“The judges also questioned whether there was enough evidence in the record to support the injunction… While the firm is hopeful the Ninth Circuit will leave the injunction in place … the questioning by 2 of the 3 judges during oral argument raises some concern the court is leaning toward reversing the District Court’s order.”
The court has not given any indication as to when it will issue a ruling. No matter what it decides, it’s likely that the losing party will appeal for a re-hearing by all 12 judges on the Ninth Circuit appellate court. From there, the injunction decision could be appealed all the way to the U.S. Supreme Court.
After a decision is reached about the temporary injunction, CTA’s actual lawsuit against A.B. 5 seeking a permanent exception will be heard by the U.S. District Court in Southern California and could take a similar appeals path.
The trucking industry across the country is keeping a close eye on the case, because it has national implications.
“While presently a California issue, AB5 is really an industry issue,” said Jim Newport, president and CEO, Oklahoma Trucking Association, in announcing a $5,000 donation to CTA last month to help fund the legal battle. “Similar legislation has been attempted in some states and is likely in others. By making this contribution to the CTA’s efforts to defeat AB5, the Oklahoma Trucking Association is demonstrating that it understands the potentially widespread impact of the law, is being proactive in addressing the issue, and is willing to partner with others for the good of the industry.”
The Truckload Carriers Association joined an amicus brief in support of CTA’s lawsuit. “The decision in this case will reverberate throughout the country, and we cannot allow other states to feel empowered to pursue similar legislation in the coming years,” said Dave Heller, TCA VP of government affairs, and Kathryn Sanner, TCA manager of government affairs in an article.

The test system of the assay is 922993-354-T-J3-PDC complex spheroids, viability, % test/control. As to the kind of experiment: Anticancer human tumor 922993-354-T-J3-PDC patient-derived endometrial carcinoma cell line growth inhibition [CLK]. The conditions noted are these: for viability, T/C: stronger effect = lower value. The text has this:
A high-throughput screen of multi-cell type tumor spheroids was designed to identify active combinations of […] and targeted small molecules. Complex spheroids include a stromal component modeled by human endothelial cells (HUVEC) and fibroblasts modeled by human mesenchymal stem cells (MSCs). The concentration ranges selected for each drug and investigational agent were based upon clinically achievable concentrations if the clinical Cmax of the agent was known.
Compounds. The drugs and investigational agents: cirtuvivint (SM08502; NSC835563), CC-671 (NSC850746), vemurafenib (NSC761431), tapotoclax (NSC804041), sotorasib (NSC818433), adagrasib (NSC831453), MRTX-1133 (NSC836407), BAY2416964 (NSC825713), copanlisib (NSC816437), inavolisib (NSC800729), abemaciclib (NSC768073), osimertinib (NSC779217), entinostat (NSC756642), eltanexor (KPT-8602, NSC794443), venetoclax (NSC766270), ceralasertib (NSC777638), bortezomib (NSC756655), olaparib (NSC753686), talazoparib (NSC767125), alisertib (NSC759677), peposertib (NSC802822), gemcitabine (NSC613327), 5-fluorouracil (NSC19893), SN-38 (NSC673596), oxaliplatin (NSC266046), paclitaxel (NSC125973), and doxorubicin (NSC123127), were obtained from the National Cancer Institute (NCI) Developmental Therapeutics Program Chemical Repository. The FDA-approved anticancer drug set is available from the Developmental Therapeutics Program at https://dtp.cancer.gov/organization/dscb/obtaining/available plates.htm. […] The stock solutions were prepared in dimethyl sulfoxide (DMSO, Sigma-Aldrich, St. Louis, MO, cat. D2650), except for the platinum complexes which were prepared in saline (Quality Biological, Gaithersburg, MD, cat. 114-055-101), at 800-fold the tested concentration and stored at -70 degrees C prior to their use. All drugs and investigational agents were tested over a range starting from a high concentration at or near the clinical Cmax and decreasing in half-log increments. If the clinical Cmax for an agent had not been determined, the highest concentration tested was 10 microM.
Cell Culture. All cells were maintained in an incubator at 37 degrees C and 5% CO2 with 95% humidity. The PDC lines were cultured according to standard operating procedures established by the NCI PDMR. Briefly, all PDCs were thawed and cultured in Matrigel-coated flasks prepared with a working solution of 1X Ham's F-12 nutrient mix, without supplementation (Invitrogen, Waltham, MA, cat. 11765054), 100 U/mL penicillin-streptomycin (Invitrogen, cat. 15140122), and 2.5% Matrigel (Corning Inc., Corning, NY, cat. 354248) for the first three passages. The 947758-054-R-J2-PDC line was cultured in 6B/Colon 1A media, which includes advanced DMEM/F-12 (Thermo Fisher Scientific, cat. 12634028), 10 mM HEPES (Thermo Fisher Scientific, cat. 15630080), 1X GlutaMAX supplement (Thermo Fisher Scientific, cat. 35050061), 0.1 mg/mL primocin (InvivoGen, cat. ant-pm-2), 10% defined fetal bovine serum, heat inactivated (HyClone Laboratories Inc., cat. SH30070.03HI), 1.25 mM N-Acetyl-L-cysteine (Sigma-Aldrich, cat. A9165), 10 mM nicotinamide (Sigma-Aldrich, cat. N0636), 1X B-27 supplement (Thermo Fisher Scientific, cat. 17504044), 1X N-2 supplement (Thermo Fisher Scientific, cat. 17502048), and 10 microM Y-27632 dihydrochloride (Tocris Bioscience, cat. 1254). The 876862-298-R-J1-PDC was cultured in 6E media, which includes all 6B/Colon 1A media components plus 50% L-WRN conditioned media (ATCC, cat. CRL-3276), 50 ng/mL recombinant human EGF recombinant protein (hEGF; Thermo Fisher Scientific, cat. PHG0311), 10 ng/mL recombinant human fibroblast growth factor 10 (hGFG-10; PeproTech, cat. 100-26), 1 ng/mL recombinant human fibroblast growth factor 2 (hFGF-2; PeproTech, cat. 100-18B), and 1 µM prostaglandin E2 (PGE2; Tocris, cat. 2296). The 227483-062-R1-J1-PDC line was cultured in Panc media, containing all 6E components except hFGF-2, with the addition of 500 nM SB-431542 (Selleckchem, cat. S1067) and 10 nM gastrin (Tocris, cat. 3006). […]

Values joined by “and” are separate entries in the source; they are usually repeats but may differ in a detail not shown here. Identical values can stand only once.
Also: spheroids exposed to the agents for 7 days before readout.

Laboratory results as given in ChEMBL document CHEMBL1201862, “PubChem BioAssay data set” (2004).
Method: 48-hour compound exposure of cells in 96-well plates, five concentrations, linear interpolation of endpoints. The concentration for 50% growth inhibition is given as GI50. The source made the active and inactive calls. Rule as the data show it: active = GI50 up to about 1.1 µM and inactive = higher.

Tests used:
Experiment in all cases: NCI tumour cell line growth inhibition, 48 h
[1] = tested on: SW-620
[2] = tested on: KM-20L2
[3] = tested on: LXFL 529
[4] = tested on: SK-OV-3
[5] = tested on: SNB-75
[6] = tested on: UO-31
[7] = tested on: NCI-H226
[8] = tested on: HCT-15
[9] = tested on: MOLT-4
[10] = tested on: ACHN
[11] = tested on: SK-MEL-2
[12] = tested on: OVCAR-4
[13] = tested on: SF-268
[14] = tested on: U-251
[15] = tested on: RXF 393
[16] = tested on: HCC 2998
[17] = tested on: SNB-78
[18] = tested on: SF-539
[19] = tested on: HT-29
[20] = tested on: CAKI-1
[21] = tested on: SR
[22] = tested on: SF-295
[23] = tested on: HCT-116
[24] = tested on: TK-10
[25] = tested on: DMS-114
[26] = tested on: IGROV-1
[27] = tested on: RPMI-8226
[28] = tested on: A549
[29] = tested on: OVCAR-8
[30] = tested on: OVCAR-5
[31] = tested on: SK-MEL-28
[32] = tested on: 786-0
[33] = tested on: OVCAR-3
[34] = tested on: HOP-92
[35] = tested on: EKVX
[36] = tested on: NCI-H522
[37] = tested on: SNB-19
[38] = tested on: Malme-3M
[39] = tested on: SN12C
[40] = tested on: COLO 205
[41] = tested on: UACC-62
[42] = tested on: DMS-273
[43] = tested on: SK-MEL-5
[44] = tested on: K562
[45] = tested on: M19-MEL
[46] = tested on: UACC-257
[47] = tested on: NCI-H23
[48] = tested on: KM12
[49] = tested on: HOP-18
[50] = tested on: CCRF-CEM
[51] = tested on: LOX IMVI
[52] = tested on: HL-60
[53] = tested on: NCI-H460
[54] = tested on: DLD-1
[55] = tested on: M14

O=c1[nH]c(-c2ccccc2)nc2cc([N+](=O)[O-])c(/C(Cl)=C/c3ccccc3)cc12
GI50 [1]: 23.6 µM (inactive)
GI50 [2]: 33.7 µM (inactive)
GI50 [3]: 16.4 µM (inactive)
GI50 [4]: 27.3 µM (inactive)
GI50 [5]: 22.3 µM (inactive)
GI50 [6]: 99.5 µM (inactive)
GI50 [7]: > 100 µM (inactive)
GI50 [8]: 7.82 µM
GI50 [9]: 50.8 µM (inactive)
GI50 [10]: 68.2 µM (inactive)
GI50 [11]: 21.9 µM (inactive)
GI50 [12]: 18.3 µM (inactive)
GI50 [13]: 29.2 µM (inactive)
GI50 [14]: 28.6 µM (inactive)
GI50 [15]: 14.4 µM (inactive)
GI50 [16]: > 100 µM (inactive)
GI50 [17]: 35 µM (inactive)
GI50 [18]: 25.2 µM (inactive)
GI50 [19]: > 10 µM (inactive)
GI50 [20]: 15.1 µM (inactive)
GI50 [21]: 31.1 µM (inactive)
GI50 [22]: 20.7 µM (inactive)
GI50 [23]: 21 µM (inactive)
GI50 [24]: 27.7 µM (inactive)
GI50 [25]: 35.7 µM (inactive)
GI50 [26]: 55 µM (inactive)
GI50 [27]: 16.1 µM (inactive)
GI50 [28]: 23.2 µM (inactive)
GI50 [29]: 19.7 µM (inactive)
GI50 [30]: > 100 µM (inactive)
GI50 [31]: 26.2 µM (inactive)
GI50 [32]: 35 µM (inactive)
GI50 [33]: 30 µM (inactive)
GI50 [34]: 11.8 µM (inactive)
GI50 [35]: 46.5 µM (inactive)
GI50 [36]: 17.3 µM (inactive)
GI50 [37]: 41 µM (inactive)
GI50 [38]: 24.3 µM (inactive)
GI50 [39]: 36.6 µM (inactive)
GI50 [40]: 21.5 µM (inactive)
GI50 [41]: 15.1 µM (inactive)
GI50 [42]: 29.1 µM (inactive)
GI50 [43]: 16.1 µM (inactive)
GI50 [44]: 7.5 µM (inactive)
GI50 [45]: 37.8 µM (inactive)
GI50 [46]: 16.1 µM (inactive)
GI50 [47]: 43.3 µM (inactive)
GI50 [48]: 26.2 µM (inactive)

“This case has vast implications for the future of the trucking industry, and we stand firm with our colleagues in California as they work to defend the livelihoods of countless professional truck drivers and small business owners.”
The Owner-Operator Independent Drivers Association, it its own amicus brief, also supported CTA, saying, “While worker misclassification is a serious issue within the motor carrier industry and many owner-operators do not realize the full benefits of the owner-operator model, AB 5 goes too far,” saying the FAAAA “does not permit the wholesale reorganization of the interstate motor carrier industry…. AB 5 will all but eliminate a common economic model for a significant component of the interstate motor carrier industry and undermine the free flow of interstate commerce upon which the FAAAA and Commerce Clause are based.”
Trucking isn’t the only group fighting AB5. The ride-share industry has been challenging it, as well. On August 10, a California court required Uber and Lyft to treat their California drivers as employees. The August 10 order held that Uber and Lyft drivers will almost certainly be found to be employees under AB5. But on August 20, the decision was stayed, and the court granted permission to Uber and Lyft to continue temporarily treating drivers as independent contractors.
“While the Uber/Lyft injunction does not concern federal preemption and the FAAAA, it does show that at least one court has taken strong steps to enforce compliance with AB-5,” said transportation law firm Taylor and Associates in an email.